The City Square
proposal has been described, with some justification, as the most ambitious project for Aberdeen since the vision in 1799 to bridge the Denburn Valley with the viaduct that we now know as Union Street.
The idea of raising Union Terrace Gardens to street level is not new. It was first mooted in the 1980s. The plans were dusted off in the 1990s and got as far as incorporating the foundations for the project into the Denburn dual carriageway.
Regrettably, the way the project has been relaunched has pitched it into controversy. This has been fuelled by Peacock Visual Arts, who had approved plans for a new arts centre in the existing Union Terrace Gardens. The City Square
project incorporates a proposed visual arts centre in its plans, but this has failed to satisfy Peacock who have worked so hard over the years to bring their plans to this stage.
The result has been a most unfortunate ‘ping-pong’ war of words between the supporters of the Peacock plans and proponents of City Square.
As someone who wants the best for Aberdeen, I am naturally drawn to what I see as the greater benefits of City Square (why was it not named Union Park?). But, I am also concerned about the need to accommodate Peacock.
What excites me about City Square
is its potential to improve our city centre in so many ways.
Not only can it provide five acres of gardens, public space, performance areas and street art on an accessible level (literally and metaphorically!), but I see enormous benefits at concourse level. This level, flooded we are assured with daylight, would incorporate the arts centre at the north-west corner. There it would be linked below street level to His Majesty’s Theatre and the Art Gallery, creating a real all-weather cultural complex.
The concourse level (contrary to popular mythology) is not earmarked for shops. Instead ideas centre on museums and civic activities. It would be nice to think this would finally give us the home for the energy centre
that has been so long desired. It would also be a great location for a display dedicated to the history of the granite industry.
With the open gardens and squares on the top and the concourse level below, this is right for Aberdeen’s climate. Enjoy the outdoors on the good days, stay covered and warm in the winter!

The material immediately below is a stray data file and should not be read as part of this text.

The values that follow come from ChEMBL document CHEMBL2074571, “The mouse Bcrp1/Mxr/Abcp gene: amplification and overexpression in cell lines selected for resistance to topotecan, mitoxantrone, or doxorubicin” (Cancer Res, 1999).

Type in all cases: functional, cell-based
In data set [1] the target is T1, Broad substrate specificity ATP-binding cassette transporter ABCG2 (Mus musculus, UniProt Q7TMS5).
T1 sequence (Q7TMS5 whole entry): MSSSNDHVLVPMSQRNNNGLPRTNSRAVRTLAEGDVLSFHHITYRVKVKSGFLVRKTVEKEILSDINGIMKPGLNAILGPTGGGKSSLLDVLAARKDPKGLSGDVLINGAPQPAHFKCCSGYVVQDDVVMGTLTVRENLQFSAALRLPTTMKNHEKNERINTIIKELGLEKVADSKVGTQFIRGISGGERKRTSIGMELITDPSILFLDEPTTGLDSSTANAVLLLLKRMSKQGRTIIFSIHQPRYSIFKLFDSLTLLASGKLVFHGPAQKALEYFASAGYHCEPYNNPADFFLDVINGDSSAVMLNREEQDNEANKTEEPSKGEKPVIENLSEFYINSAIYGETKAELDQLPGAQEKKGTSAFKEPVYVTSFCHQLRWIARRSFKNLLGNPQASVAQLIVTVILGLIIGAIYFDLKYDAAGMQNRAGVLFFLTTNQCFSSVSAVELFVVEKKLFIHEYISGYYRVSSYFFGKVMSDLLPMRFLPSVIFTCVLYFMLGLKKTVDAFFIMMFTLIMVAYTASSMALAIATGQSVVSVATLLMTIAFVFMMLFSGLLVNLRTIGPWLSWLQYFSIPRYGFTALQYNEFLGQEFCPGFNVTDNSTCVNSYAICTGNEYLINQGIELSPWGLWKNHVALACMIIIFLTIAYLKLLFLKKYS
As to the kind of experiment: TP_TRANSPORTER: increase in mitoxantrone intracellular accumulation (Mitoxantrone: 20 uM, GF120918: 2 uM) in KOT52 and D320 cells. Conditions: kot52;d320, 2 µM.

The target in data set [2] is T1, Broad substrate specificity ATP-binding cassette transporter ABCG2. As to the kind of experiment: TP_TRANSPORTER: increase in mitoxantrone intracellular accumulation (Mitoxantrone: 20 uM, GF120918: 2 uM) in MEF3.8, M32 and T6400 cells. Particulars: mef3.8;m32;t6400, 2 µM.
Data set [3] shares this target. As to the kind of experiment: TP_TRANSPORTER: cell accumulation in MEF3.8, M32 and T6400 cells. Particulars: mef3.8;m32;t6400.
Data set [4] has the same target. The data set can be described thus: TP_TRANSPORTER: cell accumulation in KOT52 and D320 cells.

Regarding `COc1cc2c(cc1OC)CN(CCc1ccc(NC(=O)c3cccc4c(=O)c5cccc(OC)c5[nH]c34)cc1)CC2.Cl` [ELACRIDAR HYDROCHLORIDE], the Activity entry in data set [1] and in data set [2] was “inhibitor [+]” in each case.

The third huge benefit of the City Square is that it could provide the desperately needed pedestrian link between Aberdeen Station and Union Square, under Union Bridge, to the city centre.
Imagine how much more welcoming it would be for those arriving by rail in future. You step on moving walkways and escalators at the station that will whisk you straight into the concourse level of City Square. You are then straight into the new dramatic heart of the City of Aberdeen!City Square would create a new city centre park over the unsightly railway and dual carriageway.
Opportunities like this do not come around often. Sir Ian Wood has pledged £50 million of his own money to bring this project to reality.
ACSEF are confident that, building on his substantial investment, the remaining funding can be consolidated (notably without burdening the council’s stretched financial resources).
One thing is certain. If Aberdeen doesn’t apply for central funding it will simply go on other flagship regeneration projects elsewhere in Scotland.
My big fear is that apathy could win the day. For too long Aberdeen has been strong on talk and poor on delivery. If we are to shake that habit, we need everyone to get motivated enough to participate. You only have until March 5, to have your voice heard in the public consultation.
It couldn’t be easier to have your say. Take a few minutes to: